Life on the Ramona Coaster: Part One

ramona coaster

I already want to get off.

With the Real Housewives of New York back on our airwaves after the snoozy season of Beverly Hills (did anyone else find it to be SO boring?), I figured it was time to dip my toe into the pool of crazy that is Ramona Singer, she of the crazy eyes and drunken heart.


crasmizing: when you smize with crazy eyes. image source:

Ramona has been entertaining us all since the first season of RHONY, back when she was still smugly married to Mario, the Countess was still all uncool and Alex and Simon made viewers hide behind their throw pillows in second-hand embarrassment.  I love the bat-shit crazy housewives the most.  Their lack of self-awareness (even after like seven seasons where they look like legit lunatics) makes me SO happy.  So of course, the perfectly titled Life on the Ramona Coaster sounded fantastic.


What a tagline! I still have no clue what Turtle Time means.  But I love it.  image source:


So imagine my surprise when, 10 pages in, I turned to my husband and said, “well, I hate it.”  The first part is all about Ramona’s awful childhood, which is sad and terrible and the worst.  Her father was verbally abusive to Ramona and her siblings, and both verbally and physically abusive to her mother.  In a very odd writing style (LOTS of present tense, which is awful), Ramona details these horrific events, while jumping back and forth between the last time she saw her father in the early 2000s and her childhood.

BUT this sad section is not without its charms!  Ramona blames Mario’s VAIN (her words) mother for the reason she never had another child because she was ill and lived with them.  She was “as much work as another baby.”  How DARE SHE.   In a very odd stint of seemingly misplaced anger, Ramona is also VERY MAD at her abusive father for not complimenting her holiday decorations during their last Christmas they had together.  She mentions this over and over again.  It’s the only time I’m really getting any ramotion from her.

will smith

things that make you go hmmmm.  image source:

We jump ahead into Ramona’s career, where she is EXTREMELY successful, which we know is true because she tells us.  She does something with fashion, where she buys unsold clothes and re-sells them, or something.  I don’t really know because apparently I am not a business genius, like Ramona.


do you have a business-women’s special?    image source:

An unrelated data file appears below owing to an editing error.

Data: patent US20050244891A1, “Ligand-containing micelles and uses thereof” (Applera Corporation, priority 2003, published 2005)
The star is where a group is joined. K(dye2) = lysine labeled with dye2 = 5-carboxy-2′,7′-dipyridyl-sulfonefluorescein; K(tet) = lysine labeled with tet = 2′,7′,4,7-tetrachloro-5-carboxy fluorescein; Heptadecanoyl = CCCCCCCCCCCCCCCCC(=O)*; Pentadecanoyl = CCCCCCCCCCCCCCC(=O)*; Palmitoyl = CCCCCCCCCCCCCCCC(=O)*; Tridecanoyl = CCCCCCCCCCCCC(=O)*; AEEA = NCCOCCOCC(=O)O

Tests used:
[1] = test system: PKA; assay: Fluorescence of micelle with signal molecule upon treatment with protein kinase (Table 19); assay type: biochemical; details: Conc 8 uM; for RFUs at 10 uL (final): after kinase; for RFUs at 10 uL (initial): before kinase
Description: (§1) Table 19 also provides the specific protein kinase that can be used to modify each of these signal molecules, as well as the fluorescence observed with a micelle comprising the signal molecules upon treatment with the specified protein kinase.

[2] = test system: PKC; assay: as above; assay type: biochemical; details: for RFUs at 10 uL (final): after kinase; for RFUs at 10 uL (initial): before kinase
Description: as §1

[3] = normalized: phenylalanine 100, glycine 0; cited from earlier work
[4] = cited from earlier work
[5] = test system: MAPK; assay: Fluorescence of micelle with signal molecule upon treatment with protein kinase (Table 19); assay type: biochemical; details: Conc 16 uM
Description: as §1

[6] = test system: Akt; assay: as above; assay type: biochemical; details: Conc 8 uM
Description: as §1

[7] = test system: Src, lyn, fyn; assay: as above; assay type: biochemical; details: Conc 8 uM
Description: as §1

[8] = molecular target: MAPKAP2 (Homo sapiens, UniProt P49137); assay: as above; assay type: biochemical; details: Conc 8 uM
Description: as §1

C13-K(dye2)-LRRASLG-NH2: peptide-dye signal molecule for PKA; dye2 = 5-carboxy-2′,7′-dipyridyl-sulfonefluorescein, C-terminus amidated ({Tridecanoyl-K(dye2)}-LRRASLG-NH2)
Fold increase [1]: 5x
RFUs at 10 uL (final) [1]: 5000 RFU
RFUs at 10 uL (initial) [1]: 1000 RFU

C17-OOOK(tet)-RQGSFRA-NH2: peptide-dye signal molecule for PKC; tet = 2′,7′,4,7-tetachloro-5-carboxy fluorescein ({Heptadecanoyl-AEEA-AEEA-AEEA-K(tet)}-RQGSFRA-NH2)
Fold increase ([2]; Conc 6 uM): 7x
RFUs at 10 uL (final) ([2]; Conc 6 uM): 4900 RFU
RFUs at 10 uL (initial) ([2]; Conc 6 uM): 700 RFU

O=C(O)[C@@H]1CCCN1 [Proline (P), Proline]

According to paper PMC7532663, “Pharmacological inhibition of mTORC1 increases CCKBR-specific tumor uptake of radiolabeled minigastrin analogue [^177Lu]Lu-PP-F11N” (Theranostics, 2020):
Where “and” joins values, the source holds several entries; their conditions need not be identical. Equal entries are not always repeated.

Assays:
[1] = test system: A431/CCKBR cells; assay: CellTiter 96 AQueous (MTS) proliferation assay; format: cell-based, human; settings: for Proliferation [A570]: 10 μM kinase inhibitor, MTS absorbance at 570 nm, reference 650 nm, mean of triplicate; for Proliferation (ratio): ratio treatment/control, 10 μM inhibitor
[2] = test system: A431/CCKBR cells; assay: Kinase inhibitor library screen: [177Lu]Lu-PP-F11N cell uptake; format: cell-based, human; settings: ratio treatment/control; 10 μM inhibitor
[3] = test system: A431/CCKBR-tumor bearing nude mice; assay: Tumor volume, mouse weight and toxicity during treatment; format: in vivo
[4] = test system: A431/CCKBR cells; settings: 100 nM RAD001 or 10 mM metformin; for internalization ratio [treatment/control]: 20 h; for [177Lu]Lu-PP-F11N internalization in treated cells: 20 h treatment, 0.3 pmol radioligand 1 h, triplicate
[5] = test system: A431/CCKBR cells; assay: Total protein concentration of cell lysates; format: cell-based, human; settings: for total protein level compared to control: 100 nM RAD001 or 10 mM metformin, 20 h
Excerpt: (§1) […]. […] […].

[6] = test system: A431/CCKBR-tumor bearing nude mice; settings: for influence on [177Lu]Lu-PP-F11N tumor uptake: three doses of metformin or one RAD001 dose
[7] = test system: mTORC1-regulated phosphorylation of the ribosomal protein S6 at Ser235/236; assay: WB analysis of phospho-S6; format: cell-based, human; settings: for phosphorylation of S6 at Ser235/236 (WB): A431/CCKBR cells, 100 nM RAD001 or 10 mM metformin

Onto the part of the story any of us really give a shit about (and the most Ramona-y part of the book so far): how did she end up on RHONY?  Well, she isn’t totally clear on that, but she basically throws SO much shade at every other original cast member.  One thing I have learned about Ms. Ramona Singer is that she literally cannot say a nice thing about another person.  If she does, it is either a back-handed compliment or couched in her really saying something wonderful about herself.  There is a still a lack of self-awareness, but it’s a lot less fun when it’s less pinot grigio-soaked.  I would do anything for a mid-book chapter written by fellow RHONY cast member Sonja Morgan.


did Sonja ever finish her toaster-oven cookbook?  I would like to read that now instead, please. image source:

Ramona basically says Jill is needy and shrill and wants to be included in EVERYTHING.  Bethenny is smart but cold and hurts poor Ramona’s feels a lot.  The Countess is a try-hard who was unhappy in her marriage.  Originally, Ramona was so uncomfortable around Alex and Simon that she could hardly look at them, which, amen sister.

alex oh no.gif

I can barely even watch this. Alex, nooooo! image source:

Like Teresa Giudice before her, Ramona claims that she didn’t want to do the show and quit, but realized it would really help Mario’s business, Cheap Plastic Jesus Crap Inc. or whatever, if she was on tv.  I don’t understand why the most obvious fame-hungry monsters always claim they didn’t even WANT to be famous, but they just HAD TO.  Which… thanks, I guess?

That takes us to the middle of this story, which took me approximately 35 minutes to read.  I REALLY wish this were an audiobook, I feel like I would get a lot more Ramona-ness out of it.  The writing style is very straight forward and basically just very boring.  Here’s hoping that the next half actually brings some Ramona Coaster magic.


it’s me, pinot grigio. image source:

8 thoughts on “Life on the Ramona Coaster: Part One

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